Permanency

IMG_5744.jpg We traveled today from Abeche to Guereda on a small humanitarian aid plane piloted by two South Africans. The one giving the security overview had quite a sense of humor and after almost every precaution would chuckle and say, “hope we don’t need that.”

Once in Guereda we were able to connect to a wifi and receive a cell signal. Last time we were here, almost a year and a half ago, neither of these were available. Overall, here in Guereda, as well as Abeche and Goz Beida, the humanitarian operations are more and more a permanent fixture in the community. More buildings, more amentities for workers, more compounds with the typical barb wire and more humanitarian vehicles.

IMG_5672.JPG On one side, this may mean that the refugees feel the affects of a more committed staff who can better help serve them. On the other side the feeling of permancy makes my heart sink further. This is not a temporary operation as of right now. There is no telling how long the refugee and IDP camps will remain in E. Chad.

Tomorrow morning we head to Camp Kounoungo. I am so excited. I haven’t been since my very first i-ACT trip (this is the 5th!) in January 2008. I am so grateful that our team has the opportunity to go to the different camps. The difference in people and culture is challenging and inspiring.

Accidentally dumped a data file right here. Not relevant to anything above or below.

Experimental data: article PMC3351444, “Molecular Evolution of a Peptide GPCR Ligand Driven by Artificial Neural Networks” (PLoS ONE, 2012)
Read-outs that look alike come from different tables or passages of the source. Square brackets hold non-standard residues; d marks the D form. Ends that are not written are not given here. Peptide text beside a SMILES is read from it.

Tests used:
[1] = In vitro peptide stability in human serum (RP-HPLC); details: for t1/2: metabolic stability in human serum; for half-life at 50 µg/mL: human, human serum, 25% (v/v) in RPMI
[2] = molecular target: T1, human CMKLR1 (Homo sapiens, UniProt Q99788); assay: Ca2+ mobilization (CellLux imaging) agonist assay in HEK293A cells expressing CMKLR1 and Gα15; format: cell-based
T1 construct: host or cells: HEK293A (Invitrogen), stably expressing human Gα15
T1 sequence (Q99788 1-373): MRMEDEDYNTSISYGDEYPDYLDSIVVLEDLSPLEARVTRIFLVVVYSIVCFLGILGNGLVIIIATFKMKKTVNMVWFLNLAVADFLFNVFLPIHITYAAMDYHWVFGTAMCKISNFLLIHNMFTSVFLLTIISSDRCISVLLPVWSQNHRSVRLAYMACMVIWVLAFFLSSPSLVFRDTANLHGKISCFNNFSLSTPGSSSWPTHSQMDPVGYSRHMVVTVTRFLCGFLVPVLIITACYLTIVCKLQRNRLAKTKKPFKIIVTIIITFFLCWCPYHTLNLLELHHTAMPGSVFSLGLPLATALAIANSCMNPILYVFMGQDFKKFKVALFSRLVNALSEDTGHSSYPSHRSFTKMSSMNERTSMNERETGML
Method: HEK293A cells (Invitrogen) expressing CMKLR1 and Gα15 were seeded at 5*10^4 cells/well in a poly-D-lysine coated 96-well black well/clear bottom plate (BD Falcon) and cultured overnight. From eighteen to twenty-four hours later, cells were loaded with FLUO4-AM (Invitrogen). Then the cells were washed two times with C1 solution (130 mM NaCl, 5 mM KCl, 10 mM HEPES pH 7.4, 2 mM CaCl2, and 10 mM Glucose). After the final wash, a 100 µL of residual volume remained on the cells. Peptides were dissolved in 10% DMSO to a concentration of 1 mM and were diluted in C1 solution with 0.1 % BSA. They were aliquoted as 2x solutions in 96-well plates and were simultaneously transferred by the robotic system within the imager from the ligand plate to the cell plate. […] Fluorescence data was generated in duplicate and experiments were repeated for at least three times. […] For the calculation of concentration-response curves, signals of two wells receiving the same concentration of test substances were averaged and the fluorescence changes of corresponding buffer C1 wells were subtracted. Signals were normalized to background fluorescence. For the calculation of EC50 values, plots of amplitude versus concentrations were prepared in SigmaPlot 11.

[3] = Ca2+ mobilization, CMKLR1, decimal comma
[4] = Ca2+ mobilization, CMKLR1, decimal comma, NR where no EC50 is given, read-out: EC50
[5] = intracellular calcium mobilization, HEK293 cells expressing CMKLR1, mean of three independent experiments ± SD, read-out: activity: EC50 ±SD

I am hoping that we will get to see all the old friends: Ahmat, Adam, Yacoub, and Fatne. We will be posting a few more days of i-ACT even though this is day 10 – so stay tuned and be reunited with old friends just as we will be!

paz, ktj

Katie-Jay keeps i-ACT running on several levels. Much of her work entails coordinating partnerships with other grassroots organizations and implementing the campaigns developed by Gabriel and seeing through the details. She graduated from Portland State University with a BA in Sociology and a focus on Community Development. She has previously worked as a community organizer in Thailand, Guatemala, and with grassroots organizations across the United States.

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